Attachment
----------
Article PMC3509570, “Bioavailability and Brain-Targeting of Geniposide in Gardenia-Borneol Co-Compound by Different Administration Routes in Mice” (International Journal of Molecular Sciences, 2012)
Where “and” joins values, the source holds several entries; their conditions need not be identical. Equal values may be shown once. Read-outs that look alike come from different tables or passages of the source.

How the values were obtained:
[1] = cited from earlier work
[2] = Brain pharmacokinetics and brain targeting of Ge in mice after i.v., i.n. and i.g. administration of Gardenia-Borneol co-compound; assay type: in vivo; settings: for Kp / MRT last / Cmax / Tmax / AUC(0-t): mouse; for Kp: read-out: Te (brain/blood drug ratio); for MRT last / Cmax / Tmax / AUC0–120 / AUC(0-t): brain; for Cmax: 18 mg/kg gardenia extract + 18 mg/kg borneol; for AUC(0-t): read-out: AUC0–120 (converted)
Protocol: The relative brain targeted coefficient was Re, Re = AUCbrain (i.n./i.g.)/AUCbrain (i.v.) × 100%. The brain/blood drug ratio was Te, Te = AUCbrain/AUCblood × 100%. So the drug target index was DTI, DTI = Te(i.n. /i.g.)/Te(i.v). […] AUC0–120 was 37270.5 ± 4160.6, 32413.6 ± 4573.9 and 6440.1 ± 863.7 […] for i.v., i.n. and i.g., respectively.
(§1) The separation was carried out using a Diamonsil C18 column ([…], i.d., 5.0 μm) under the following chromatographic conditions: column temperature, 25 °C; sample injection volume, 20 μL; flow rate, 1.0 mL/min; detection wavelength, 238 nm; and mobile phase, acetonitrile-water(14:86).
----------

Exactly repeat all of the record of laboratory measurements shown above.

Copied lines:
Article PMC3509570, “Bioavailability and Brain-Targeting of Geniposide in Gardenia-Borneol Co-Compound by Different Administration Routes in Mice” (International Journal of Molecular Sciences, 2012)
Where “and” joins values, the source holds several entries; their conditions need not be identical. Equal values may be shown once. Read-outs that look alike come from different tables or passages of the source.

How the values were obtained:
[1] = cited from earlier work
[2] = Brain pharmacokinetics and brain targeting of Ge in mice after i.v., i.n. and i.g. administration of Gardenia-Borneol co-compound; assay type: in vivo; settings: for Kp / MRT last / Cmax / Tmax / AUC(0-t): mouse; for Kp: read-out: Te (brain/blood drug ratio); for MRT last / Cmax / Tmax / AUC0–120 / AUC(0-t): brain; for Cmax: 18 mg/kg gardenia extract + 18 mg/kg borneol; for AUC(0-t): read-out: AUC0–120 (converted)
Protocol: The relative brain targeted coefficient was Re, Re = AUCbrain (i.n./i.g.)/AUCbrain (i.v.) × 100%. The brain/blood drug ratio was Te, Te = AUCbrain/AUCblood × 100%. So the drug target index was DTI, DTI = Te(i.n. /i.g.)/Te(i.v). […] AUC0–120 was 37270.5 ± 4160.6, 32413.6 ± 4573.9 and 6440.1 ± 863.7 […] for i.v., i.n. and i.g., respectively.
(§1) The separation was carried out using a Diamonsil C18 column ([…], i.d., 5.0 μm) under the following chromatographic conditions: column temperature, 25 °C; sample injection volume, 20 μL; flow rate, 1.0 mL/min; detection wavelength, 238 nm; and mobile phase, acetonitrile-water(14:86).